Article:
The modern artists of the world, at a recent gallery opening in Chicago’s Museum of Contemporary Art, merely displayed a huge sign reading “April Fools.”

Art critics immediately hailed the work as “one of the greatest accomplishments of our time.” A press conference was held by the artists responsible in order to explain the work.

“We aren’t kidding,” Juan Miro said, as he opened the conference. “It really is a big joke.”

When Miro began to speak again, his snickering and and stifled giggles distracted from his speech, until finally he collapsed laughing.

At this point, Jackson Pollock, another modern artist, took the stage, and attempted to explain the situation further.

“It all began with Picasso,” he said, “Picasso made a bet with [artist] Salvador [Dali], and basically, Picasso claimed that he could paint absolute crap, worse than the drawings of a six year old, and not only would people not suspect that it was bad, but they would praise its genius.”

“Dali took the bet ? which was for a mere 50 pesetas ? and was later forced to pay up.”

Pollock then told of Picasso’s revelation. “Picasso basically said, “This is the best racket yet. I get paid a ton to scribble on paper.”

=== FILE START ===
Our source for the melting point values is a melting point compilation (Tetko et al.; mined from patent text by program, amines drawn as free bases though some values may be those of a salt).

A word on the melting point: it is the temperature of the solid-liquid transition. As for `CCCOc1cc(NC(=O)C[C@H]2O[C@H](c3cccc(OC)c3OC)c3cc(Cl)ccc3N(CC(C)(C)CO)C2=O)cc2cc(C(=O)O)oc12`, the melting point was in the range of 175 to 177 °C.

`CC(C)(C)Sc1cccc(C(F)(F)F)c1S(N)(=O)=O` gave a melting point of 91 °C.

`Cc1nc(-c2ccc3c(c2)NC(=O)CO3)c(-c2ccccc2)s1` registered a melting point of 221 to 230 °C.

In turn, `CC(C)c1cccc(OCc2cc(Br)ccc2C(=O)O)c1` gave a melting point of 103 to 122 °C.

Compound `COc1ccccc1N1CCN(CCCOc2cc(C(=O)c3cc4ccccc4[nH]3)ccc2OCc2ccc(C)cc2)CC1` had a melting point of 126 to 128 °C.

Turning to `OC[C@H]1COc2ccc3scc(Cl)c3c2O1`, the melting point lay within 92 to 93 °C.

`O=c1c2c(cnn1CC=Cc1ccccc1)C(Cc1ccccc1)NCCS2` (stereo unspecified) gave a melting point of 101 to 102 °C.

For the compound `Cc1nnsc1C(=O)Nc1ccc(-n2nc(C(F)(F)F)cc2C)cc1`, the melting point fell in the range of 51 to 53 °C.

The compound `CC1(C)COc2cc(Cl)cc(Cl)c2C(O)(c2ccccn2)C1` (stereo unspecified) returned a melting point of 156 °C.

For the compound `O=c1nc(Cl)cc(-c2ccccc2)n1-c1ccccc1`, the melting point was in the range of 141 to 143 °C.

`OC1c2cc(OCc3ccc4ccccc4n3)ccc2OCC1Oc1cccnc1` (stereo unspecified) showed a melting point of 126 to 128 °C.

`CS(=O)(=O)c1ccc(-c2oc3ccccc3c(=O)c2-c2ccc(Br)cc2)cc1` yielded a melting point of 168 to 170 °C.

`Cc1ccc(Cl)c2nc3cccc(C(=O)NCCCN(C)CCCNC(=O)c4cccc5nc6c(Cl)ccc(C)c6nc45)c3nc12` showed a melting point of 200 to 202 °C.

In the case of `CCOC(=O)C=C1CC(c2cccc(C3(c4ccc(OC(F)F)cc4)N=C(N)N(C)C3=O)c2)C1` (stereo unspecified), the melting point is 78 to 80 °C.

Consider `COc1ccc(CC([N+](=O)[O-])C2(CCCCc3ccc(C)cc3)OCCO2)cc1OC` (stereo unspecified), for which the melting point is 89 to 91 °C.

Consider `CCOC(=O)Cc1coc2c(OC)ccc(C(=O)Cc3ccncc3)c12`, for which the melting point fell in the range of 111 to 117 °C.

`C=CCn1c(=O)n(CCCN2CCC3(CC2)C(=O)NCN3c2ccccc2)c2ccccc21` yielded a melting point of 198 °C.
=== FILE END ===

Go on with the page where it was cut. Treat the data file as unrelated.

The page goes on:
And so the tragic history of modern “art” began. Picasso let a few other artists in on his little scam and the “modern art” movement began to spread.

What is now being referred to as the “largest April Fools prank since the invention of the joy-buzzer,” has led to a string of art critics racing to condemn paintings they had heralded before it is too late.

“I knew it all along,” said art critic Frederick Wolfland, “it was blatantly obvious that the so-called artwork was really a sham.”

Modern “artists” ? if we can call them that ? are planning to release a book of all the press clippings and a list of all the books which praised their works.

“I can’t believe we got away with it for this long,” Miro laughed, “I thought for sure we would get caught when Warhol released his now famous Campbell’s soup can.”

“Or the movie of the Sears Tower ? can you believe it? I mean, we’re talking 24 hours of just a building. A building!”

Dean of Torture, Ken “The Rock” Ensies placed all of art on summary disciplinary probation. This incident has also prompted him to investigate I.M. Pei’s work at the UR as, perhaps, a hoax as well.

One group of reporters was so cemented into accepting whatever bilge the artists put forth, they were attempting to proclaim the press conference itself as a masterwork of art.

When asked why they revealed it now, Miro explained, “I felt guilty taking money from you rubes. This way, it’s your fault, not mine. My favorite part of the whole thing,” he said, “was when I found a some blue felt on the ground, and sold it for several hundred thousand dollars.”

Miro then broke down, but regained his composure after fifteen minutes of wild laughter and closed the conference by saying, “Suckers.”

Johns can be reached by phone at 1-800-fun time.



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